Logic seminar: Manabu Hagiwara (Chiba University)
Oct 12 @ 3:00 pm – 4:00 pm

Keller 403

Logic seminar: Kazuhisa Nakasho (Yamaguchi University)
Nov 16 @ 3:00 pm – 4:00 pm

<p>Title: Formalization of multivariable calculus in Mizar</p>


<p>In this presentation, I will report on the progress of the
formalization of multivariable calculus in Mizar. We are now formalizing
multivariable calculus with the aim of formalizing differential
manifolds, partial differential equations, and numerical analysis. In
the formalization of multivariable calculus, the handling of
higher-order partial derivatives tends to be more troublesome than in
the one variable case, but this can be alleviated somewhat by
introducing the Fréchet derivative in Banach space. I would like to give
an overview of the Mizar project and discuss topics ranging from the
definition of higher-order partial derivatives in normed spaces to
formalization of the implicit and inverse function theorems.</p>

Logic seminar: Daniel Erman
Dec 7 @ 3:00 pm – 4:00 pm

Speaker: Daniel Erman (University of Wisconsin)
Title: Ultraproducts, Hilbert’s Syzygy Theorem, and Stillman’s
When and where: 3-3:50pm, December 7, in Keller 403

Abstract: Hilbert’s Syzygy Theorem is a classic finiteness result about
a construction in algebra known as a free resolution. Stillman once
proposed an analogue of Hilbert’s result, which involved potentially
considering polynomials in infinitely many variables. Stillman’s
Conjecture was recently solved, and perhaps the simplest proof is based
upon a novel use of an ultraproduct. I’ll give an expository overview
of the history of Stillman’s Conjecture (very little algebraic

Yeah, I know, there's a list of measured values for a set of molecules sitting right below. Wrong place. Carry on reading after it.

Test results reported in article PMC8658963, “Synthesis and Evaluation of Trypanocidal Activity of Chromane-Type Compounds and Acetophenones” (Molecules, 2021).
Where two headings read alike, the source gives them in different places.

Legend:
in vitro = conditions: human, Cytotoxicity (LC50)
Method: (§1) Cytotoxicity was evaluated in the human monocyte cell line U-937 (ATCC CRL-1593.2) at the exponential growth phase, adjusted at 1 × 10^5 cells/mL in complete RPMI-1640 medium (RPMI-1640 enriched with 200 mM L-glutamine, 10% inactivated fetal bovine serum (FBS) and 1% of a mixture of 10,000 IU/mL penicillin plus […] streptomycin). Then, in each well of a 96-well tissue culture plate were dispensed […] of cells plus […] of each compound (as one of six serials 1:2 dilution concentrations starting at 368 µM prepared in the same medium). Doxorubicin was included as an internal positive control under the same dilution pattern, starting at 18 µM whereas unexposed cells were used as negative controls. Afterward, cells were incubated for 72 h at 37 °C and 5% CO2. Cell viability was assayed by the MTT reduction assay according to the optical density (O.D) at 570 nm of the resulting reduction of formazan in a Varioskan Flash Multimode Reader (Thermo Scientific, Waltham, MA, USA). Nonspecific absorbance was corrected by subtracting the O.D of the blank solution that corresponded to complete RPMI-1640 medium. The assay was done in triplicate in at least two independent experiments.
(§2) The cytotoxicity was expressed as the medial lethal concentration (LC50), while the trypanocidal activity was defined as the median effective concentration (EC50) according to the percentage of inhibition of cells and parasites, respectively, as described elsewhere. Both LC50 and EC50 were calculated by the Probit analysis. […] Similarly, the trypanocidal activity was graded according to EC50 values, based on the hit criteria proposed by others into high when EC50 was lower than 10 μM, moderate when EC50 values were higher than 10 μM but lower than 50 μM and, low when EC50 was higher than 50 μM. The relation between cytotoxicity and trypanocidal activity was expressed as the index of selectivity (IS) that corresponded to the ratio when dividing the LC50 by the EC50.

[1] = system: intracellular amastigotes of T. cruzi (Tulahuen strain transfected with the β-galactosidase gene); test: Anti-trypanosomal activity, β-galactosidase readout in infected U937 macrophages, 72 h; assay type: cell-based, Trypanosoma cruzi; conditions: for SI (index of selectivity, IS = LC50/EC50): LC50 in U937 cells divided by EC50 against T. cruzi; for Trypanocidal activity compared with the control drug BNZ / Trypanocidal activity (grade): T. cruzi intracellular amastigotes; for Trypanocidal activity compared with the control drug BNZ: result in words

background will be assumed), and then explain how and why ultra products
came to play such a key role.

First Day of Instruction
Jan 9 all-day
Number Theory Seminar – Jim Brown @ Keller 301
Feb 2 @ 4:30 pm – 5:30 pm
Title:  Klingen Eisenstein series and symmetric square $L$-functions
Abstract: It is well-known in number theory that some of the deepest results come in connecting complex analysis in the form of $L$-functions with algebra/geometry in the form of Galois representations/motives. In this talk we will consider this for a particular case. Let $f$ be a newform of weight $k$ and full level. Associated to $f$ one has the adjoint Galois representation and the symmetric square $L$-function. The Bloch-Kato conjecture predicts a precise relationship between special values of the symmetric square $L$-function of $f$ with size of the Selmer groups of twists of the adjoint Galois representation. We will outline a result providing evidence for this conjecture by lifting $f$ to a Klingen Eisenstein series and producing a congruence between the Klingen Eisenstein series and a Siegel cusp form with irreducible Galois representation. time permitting, we will discuss a modularity result for a 4-dimensional Galois representation that arises from the congruence and studying a particular universal deformation ring.  This is joint work with Kris Klosin.


Last day of instruction
May 3 all-day